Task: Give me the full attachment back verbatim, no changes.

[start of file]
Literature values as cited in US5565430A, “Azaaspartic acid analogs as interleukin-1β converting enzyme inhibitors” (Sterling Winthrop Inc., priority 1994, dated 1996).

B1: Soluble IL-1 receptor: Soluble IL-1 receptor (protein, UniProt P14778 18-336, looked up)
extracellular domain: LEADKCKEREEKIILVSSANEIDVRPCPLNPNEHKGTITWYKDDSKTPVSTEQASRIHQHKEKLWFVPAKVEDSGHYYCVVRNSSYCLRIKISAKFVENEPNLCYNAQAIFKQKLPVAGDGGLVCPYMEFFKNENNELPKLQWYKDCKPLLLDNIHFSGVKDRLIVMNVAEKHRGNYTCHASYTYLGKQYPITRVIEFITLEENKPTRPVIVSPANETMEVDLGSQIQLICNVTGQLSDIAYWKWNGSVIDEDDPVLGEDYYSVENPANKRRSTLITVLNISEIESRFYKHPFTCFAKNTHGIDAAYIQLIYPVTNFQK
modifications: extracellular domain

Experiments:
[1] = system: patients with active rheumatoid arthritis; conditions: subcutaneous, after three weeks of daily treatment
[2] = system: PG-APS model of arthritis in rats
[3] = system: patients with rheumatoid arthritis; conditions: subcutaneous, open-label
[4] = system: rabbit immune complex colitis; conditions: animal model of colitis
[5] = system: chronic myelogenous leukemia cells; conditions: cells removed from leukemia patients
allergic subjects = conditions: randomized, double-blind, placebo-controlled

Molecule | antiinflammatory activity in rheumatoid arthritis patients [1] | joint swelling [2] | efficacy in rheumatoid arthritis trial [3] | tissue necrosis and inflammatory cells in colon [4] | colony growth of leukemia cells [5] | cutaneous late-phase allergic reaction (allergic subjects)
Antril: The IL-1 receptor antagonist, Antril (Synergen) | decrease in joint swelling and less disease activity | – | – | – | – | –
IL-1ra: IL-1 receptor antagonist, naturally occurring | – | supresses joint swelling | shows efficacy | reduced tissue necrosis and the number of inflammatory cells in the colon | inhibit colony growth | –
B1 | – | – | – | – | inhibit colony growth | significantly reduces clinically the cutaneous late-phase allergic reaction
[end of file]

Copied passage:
Literature values as cited in US5565430A, “Azaaspartic acid analogs as interleukin-1β converting enzyme inhibitors” (Sterling Winthrop Inc., priority 1994, dated 1996).

B1: Soluble IL-1 receptor: Soluble IL-1 receptor (protein, UniProt P14778 18-336, looked up)
extracellular domain: LEADKCKEREEKIILVSSANEIDVRPCPLNPNEHKGTITWYKDDSKTPVSTEQASRIHQHKEKLWFVPAKVEDSGHYYCVVRNSSYCLRIKISAKFVENEPNLCYNAQAIFKQKLPVAGDGGLVCPYMEFFKNENNELPKLQWYKDCKPLLLDNIHFSGVKDRLIVMNVAEKHRGNYTCHASYTYLGKQYPITRVIEFITLEENKPTRPVIVSPANETMEVDLGSQIQLICNVTGQLSDIAYWKWNGSVIDEDDPVLGEDYYSVENPANKRRSTLITVLNISEIESRFYKHPFTCFAKNTHGIDAAYIQLIYPVTNFQK
modifications: extracellular domain

Experiments:
[1] = system: patients with active rheumatoid arthritis; conditions: subcutaneous, after three weeks of daily treatment
[2] = system: PG-APS model of arthritis in rats
[3] = system: patients with rheumatoid arthritis; conditions: subcutaneous, open-label
[4] = system: rabbit immune complex colitis; conditions: animal model of colitis
[5] = system: chronic myelogenous leukemia cells; conditions: cells removed from leukemia patients
allergic subjects = conditions: randomized, double-blind, placebo-controlled

Molecule | antiinflammatory activity in rheumatoid arthritis patients [1] | joint swelling [2] | efficacy in rheumatoid arthritis trial [3] | tissue necrosis and inflammatory cells in colon [4] | colony growth of leukemia cells [5] | cutaneous late-phase allergic reaction (allergic subjects)
Antril: The IL-1 receptor antagonist, Antril (Synergen) | decrease in joint swelling and less disease activity | – | – | – | – | –
IL-1ra: IL-1 receptor antagonist, naturally occurring | – | supresses joint swelling | shows efficacy | reduced tissue necrosis and the number of inflammatory cells in the colon | inhibit colony growth | –
B1 | – | – | – | – | inhibit colony growth | significantly reduces clinically the cutaneous late-phase allergic reaction